It's good that it's finally starting. Hopefully the financing mechanism on the city end (transit TIF) proves successful and can be utilized more places.

The Belmont flyover is my personal favorite part of this since that was my old stop and not waiting for NB Brown line trains to clear Clark while my SB Red line train sits there is real good.
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  #14558  
Old Posted Dec 13, 2018, 4:43 PM
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^ Yeah, I just hope that the lots demo'd for the Belmont Flyover don't sit vacant for decades.

It's hard to recreate urban fabric in our car-obsessed and NIMBY dominated world
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  #14559  
Old Posted Dec 13, 2018, 5:15 PM
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One aspect I wasn’t aware of (though I’m guessing it’s always been part of the plan) is the construction of temporary stations. That way Lawrence, Argyle, Berwyn, and Bryn Mawr can all be completely closed and rebuilt while major construction on the viaduct is underway. I just assumed they’d close Lawrence & Berwyn at the same time, forcing riders who use those stations to head north or south to the next station. Same for Argyle & Bryn Mawr. Since they’re constructing temporary stations, I’m wondering whether the entrances will be on the same streets as the current stations? Or perhaps a block further north or south since the mid point of 3 of those 4 stations is directly above the street they serve (excluding Berwyn where most of the platform is south of the street) and therefore a temporary station would need to be constructed above a different street to avoid overlap with the old station during reconstruction?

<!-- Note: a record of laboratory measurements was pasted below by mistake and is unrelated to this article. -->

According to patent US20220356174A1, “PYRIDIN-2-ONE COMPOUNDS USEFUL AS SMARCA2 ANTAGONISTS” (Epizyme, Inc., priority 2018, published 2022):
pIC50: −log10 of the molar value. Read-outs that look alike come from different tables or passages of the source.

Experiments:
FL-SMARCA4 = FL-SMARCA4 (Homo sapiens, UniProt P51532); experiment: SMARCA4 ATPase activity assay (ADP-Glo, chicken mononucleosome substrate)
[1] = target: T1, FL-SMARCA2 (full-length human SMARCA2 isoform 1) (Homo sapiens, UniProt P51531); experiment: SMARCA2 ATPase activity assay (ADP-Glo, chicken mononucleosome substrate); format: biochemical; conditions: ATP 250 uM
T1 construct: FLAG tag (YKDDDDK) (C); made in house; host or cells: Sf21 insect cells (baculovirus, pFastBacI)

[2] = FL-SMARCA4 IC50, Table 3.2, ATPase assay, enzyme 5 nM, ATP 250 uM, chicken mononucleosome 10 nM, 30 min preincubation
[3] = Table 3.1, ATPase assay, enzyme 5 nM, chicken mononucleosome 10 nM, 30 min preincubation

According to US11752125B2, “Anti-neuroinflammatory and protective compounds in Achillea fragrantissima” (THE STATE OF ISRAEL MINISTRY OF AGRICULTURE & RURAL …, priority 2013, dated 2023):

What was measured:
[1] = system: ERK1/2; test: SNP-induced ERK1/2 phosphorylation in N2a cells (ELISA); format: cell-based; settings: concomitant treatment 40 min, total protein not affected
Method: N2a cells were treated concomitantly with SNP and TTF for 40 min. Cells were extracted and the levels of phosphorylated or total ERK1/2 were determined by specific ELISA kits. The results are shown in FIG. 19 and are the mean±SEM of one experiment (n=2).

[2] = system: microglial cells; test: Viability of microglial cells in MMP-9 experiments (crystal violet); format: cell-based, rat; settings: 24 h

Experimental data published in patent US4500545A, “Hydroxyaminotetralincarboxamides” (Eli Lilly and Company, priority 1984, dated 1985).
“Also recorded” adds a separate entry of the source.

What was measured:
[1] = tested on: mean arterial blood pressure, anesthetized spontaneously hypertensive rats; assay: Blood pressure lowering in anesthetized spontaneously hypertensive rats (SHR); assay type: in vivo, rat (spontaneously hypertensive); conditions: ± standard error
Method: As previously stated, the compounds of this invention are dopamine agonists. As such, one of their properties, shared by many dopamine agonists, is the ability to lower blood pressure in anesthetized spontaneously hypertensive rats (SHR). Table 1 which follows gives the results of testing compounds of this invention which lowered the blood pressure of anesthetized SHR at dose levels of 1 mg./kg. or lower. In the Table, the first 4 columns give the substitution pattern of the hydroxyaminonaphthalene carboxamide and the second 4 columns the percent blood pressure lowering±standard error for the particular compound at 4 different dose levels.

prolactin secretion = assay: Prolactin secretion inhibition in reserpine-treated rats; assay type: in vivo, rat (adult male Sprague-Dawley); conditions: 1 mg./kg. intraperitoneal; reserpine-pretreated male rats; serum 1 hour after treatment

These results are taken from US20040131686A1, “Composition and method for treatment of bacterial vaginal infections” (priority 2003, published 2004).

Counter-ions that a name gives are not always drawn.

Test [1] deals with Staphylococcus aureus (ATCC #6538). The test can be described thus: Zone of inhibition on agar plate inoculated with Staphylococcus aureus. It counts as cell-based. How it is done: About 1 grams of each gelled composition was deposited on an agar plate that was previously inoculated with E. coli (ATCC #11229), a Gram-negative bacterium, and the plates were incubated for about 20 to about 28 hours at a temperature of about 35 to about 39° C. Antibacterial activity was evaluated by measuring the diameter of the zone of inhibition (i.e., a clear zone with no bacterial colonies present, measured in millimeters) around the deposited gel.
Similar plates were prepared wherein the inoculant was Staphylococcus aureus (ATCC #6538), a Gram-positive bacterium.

I’m looking forward to this overall project as I think the benefits are definitely worth it, though I’m most fearful the flyover will be a hulking concrete behemoth resembling a freeway overpass. I have near zero faith the CTA will succeed in creating something lighter/less over powering. Hopefully my concern is misplaced.
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  #14560  
Old Posted Dec 13, 2018, 5:52 PM
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Garfield (Green line) is being rebuilt while kept mostly open (weekend/night closures, plus a few one-way closures). It's a bit of a pain to use (I used it this morning) but better than closing...